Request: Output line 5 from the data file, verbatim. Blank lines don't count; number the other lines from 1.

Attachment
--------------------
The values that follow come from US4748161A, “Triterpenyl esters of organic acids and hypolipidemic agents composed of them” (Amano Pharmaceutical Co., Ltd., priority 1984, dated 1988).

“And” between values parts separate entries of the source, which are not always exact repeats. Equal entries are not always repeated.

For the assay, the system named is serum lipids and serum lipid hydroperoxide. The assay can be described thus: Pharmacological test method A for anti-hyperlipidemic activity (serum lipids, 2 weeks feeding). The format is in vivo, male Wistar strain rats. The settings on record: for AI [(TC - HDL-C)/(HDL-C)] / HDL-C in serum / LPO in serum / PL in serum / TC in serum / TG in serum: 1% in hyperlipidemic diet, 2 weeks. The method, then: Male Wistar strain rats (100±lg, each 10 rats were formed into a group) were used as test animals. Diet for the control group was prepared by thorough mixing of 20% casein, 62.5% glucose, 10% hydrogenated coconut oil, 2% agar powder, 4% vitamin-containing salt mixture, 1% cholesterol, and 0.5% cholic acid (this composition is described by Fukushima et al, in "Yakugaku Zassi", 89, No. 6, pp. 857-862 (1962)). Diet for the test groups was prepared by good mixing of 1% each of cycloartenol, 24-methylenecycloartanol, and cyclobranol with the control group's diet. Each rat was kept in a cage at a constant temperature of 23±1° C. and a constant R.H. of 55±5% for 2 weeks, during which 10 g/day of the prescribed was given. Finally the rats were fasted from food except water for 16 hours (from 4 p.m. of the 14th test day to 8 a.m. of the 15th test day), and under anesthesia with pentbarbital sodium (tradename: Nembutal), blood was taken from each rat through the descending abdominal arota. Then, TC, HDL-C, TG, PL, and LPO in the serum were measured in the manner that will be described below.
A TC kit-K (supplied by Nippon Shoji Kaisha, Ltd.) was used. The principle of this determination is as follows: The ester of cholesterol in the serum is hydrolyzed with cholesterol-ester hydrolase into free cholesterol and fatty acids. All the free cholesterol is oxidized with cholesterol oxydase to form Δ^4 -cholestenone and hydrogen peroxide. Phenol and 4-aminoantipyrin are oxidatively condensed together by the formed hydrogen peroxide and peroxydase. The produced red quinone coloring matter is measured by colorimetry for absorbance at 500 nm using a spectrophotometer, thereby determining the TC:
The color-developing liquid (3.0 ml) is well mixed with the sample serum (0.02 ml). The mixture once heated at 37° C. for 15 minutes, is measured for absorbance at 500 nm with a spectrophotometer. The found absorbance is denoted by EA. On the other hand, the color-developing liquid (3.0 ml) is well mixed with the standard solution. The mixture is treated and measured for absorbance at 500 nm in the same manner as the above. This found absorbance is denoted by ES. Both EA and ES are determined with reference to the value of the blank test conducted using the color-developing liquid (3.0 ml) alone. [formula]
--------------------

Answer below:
The color-developing liquid (3.0 ml) is well mixed with the sample serum (0.02 ml). The mixture once heated at 37° C. for 15 minutes, is measured for absorbance at 500 nm with a spectrophotometer. The found absorbance is denoted by EA. On the other hand, the color-developing liquid (3.0 ml) is well mixed with the standard solution. The mixture is treated and measured for absorbance at 500 nm in the same manner as the above. This found absorbance is denoted by ES. Both EA and ES are determined with reference to the value of the blank test conducted using the color-developing liquid (3.0 ml) alone. [formula]